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TV sports insulting viewers’ intelligence at rapid pace

On Tuesday, from ESPN’s local Stanley Cup Final, studio host Steve Levy broke the news that Willie Mays had passed away.

“The Say Hey Kid is gone. Too soon. Willie Mays passed away tonight at the age of 93.”

Too early? Perhaps Levy had odds of 94 or better on the BetESPN parlay.

I have never been accused of being too brief, but today’s broadcasters seem forced to tell you too much, rather than enough.

Ivan Rodriguez is said to have been a PED user during his playing days, but Mets announcer Gary
Cohen made no mention of the controversy when talking about the Hall of Famer. Reuters

It’s completely disingenuous, as if the audience is too stupid to know any better or doesn’t deserve to know the widely known truth.

The next night, SNY’s Mets-Rangers broadcast kicked off with a biographical segment on former Texas catcher Ivan Rodriguez. Gary Cohen was ecstatic. Oh, that “Pudge” was special!

Yes! Especially after he built Michelin Man muscles and quadrupled his power during the height of Bud Selig’s “Bottom Line” steroid era. Jose Canseco, a name-caller, claimed he injected Rodriguez with steroids when they were teammates.

Rodriguez denies using PEDs, so why not sue Canseco for outrageous defamation?

Did Cohen know nothing about this? So we have to pretend we didn’t either? Why would SNY even air, let alone produce, such an obvious program? To humiliate us?

Cohen, who now identifies pitches the second they come up to bat (an expertise in off-base guesswork that I hear and see often), noted that in the top of the first inning, Mets starting pitcher Sean Manea was oddly “throwing a sinker high in the zone.”

Gary Cohen Robert Szabo (New York Post)

Huh? So his sinker goes where the batter can hit it, rather than where he’ll swing and miss? Interesting!

But locals should be thankful there was a game to watch on Wednesday: The Orioles-Yankees game, featuring Gerrit Cole’s return, was scheduled for pay-per-view, and the Yankees, under manager Rob Manfred, continue to minimize their television audience in order to maximize payouts from viewers unaccustomed to life without Yankees TV coverage.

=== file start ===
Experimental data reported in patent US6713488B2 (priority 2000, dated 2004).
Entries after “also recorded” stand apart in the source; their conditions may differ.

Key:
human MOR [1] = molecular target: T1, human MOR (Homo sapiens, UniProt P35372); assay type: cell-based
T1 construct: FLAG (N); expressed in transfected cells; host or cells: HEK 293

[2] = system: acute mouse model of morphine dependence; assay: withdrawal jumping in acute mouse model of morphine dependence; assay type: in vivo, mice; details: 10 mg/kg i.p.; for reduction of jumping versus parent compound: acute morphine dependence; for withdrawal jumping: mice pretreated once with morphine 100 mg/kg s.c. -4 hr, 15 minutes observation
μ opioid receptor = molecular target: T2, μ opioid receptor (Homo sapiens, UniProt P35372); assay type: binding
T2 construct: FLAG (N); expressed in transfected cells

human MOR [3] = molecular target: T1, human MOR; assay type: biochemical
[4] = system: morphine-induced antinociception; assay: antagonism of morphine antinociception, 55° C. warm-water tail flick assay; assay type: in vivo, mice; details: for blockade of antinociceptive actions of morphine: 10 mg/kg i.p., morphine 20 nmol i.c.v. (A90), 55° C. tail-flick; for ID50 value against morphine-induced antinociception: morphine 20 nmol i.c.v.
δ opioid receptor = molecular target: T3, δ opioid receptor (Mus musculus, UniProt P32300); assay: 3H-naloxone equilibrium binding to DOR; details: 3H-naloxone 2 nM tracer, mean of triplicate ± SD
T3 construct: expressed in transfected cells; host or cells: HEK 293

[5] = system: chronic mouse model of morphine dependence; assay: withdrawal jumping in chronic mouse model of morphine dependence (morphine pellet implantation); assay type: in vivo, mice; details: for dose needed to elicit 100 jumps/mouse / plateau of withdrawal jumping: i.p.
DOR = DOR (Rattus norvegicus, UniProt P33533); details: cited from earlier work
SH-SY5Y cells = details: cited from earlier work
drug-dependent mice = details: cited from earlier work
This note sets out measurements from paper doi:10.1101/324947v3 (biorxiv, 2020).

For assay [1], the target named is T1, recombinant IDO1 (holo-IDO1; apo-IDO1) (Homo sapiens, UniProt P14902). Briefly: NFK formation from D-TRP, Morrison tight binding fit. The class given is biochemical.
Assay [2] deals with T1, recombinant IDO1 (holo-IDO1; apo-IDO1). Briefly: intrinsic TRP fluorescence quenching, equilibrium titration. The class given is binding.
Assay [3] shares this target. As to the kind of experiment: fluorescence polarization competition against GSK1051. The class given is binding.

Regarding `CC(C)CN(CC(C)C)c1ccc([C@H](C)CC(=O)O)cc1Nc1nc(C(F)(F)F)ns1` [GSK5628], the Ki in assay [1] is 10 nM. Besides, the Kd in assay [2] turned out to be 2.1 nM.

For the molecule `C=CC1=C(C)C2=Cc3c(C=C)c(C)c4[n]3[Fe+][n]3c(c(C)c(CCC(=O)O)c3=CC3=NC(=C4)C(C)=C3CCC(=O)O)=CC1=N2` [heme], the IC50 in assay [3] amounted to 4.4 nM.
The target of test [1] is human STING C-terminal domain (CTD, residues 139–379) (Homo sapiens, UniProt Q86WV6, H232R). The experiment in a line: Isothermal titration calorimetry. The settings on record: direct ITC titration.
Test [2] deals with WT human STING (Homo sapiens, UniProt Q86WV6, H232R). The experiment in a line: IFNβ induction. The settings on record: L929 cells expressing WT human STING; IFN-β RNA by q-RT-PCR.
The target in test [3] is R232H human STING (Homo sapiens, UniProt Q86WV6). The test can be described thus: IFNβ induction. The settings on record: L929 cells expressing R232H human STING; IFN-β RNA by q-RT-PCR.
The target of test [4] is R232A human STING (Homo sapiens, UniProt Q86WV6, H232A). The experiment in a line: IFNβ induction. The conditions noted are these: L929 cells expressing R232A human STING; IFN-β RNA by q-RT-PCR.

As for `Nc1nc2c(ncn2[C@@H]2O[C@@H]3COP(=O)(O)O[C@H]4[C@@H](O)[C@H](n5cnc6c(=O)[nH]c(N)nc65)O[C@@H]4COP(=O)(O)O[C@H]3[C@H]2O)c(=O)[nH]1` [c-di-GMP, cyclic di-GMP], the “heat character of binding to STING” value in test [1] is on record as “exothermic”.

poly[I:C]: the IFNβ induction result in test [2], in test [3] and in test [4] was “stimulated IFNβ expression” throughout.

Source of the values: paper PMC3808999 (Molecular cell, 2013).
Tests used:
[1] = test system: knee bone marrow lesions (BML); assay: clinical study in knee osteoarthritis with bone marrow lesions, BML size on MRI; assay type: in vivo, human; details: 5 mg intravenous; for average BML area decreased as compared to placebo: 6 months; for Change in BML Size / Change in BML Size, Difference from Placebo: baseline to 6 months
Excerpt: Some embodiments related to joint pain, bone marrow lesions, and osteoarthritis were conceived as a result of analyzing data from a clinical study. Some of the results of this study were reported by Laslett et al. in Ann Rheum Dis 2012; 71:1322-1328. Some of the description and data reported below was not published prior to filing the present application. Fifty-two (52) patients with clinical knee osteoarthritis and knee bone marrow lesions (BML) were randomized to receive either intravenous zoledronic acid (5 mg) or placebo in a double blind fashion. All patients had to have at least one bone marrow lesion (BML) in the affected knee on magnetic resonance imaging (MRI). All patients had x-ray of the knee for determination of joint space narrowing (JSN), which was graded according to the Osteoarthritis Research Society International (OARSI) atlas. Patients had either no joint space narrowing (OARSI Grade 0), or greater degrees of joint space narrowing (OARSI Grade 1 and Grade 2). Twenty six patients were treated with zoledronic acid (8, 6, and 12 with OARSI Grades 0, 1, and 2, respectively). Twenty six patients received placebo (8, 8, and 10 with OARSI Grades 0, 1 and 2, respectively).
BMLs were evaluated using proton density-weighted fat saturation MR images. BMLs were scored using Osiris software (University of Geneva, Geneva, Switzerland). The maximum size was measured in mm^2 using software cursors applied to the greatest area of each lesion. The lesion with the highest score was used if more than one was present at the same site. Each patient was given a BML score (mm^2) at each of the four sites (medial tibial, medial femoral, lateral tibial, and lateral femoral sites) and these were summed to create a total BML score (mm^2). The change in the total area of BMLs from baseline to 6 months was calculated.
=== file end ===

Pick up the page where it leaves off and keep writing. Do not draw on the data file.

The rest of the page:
Doesn’t MLB and its teams realize that deliberately reducing interest means diminishing revenue? Isn’t the low viewership of the All-Star Game, the Where’s Wally playoffs, and the World Series, once must-see events now homogenized and therefore meaningless, a wake-up call? Or is it more that they’re saying, “MLB is doing great, so keep doing what you’re doing?”

But sports and television are more active than ever in counting on us to be stupid. This week, with the news media’s ratings falling ever lower among people who know they’re being fooled, NBC News anchor Lester Holt resumed his role as the Olympics’ publicist for NBC (and now for paid streaming on Peacock), presenting Olympic hype as real news.

NBC News anchor Lester Holt NBC

Meanwhile, the other network news outlets act as if the Olympics don’t exist, except when there’s something ugly to report, and now it’s NBC’s turn to play dumb.

Now we know the scam, why would NBC cast their top news anchor as a hustler selling some nightly magic elixir, when they should ask him to back off and invite disbelief so they don’t again be seen and heard as a toxic home buying shill.

Last week’s NBC/Peacock broadcast of the U.S. Open golf tournament was so bad that co-hosts Dan Hicks and Mike Tirico made us wince with sudden, sharp pains in our ears and pangs of indigestion.

Hicks repeated every golf cliché from last week, from “Brooks Koepka got betrayed by the short stick” to “the ball in the rough.” Hicks and Tirico gave updates on Canadian Olympic golf team hopefuls as if the Open was an Olympic qualifier.

NBC golf announcer Mike Tirico interviews U.S. Open champion Bryson DeChambeau. Jim Dedmon – USA TODAY Sports